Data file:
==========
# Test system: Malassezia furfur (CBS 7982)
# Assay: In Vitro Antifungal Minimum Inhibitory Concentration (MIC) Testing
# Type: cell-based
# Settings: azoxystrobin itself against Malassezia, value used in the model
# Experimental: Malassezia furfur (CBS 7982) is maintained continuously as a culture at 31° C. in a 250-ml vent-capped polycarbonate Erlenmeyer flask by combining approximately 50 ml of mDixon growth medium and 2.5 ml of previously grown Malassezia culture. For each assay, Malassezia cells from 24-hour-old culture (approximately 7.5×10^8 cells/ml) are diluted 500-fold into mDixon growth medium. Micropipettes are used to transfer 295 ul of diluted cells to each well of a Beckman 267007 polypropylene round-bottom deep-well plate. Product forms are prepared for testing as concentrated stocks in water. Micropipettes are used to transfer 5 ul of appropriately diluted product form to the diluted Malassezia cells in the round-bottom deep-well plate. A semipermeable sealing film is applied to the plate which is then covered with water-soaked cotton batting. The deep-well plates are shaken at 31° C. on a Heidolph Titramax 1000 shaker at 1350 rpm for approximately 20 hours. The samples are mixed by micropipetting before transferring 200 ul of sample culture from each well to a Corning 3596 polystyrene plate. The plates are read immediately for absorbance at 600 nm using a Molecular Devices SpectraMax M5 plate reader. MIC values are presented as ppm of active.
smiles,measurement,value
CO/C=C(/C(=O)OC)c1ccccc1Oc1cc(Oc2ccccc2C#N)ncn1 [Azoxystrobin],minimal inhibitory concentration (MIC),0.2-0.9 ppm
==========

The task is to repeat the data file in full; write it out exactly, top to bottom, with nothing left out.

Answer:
# Test system: Malassezia furfur (CBS 7982)
# Assay: In Vitro Antifungal Minimum Inhibitory Concentration (MIC) Testing
# Type: cell-based
# Settings: azoxystrobin itself against Malassezia, value used in the model
# Experimental: Malassezia furfur (CBS 7982) is maintained continuously as a culture at 31° C. in a 250-ml vent-capped polycarbonate Erlenmeyer flask by combining approximately 50 ml of mDixon growth medium and 2.5 ml of previously grown Malassezia culture. For each assay, Malassezia cells from 24-hour-old culture (approximately 7.5×10^8 cells/ml) are diluted 500-fold into mDixon growth medium. Micropipettes are used to transfer 295 ul of diluted cells to each well of a Beckman 267007 polypropylene round-bottom deep-well plate. Product forms are prepared for testing as concentrated stocks in water. Micropipettes are used to transfer 5 ul of appropriately diluted product form to the diluted Malassezia cells in the round-bottom deep-well plate. A semipermeable sealing film is applied to the plate which is then covered with water-soaked cotton batting. The deep-well plates are shaken at 31° C. on a Heidolph Titramax 1000 shaker at 1350 rpm for approximately 20 hours. The samples are mixed by micropipetting before transferring 200 ul of sample culture from each well to a Corning 3596 polystyrene plate. The plates are read immediately for absorbance at 600 nm using a Molecular Devices SpectraMax M5 plate reader. MIC values are presented as ppm of active.
smiles,measurement,value
CO/C=C(/C(=O)OC)c1ccccc1Oc1cc(Oc2ccccc2C#N)ncn1 [Azoxystrobin],minimal inhibitory concentration (MIC),0.2-0.9 ppm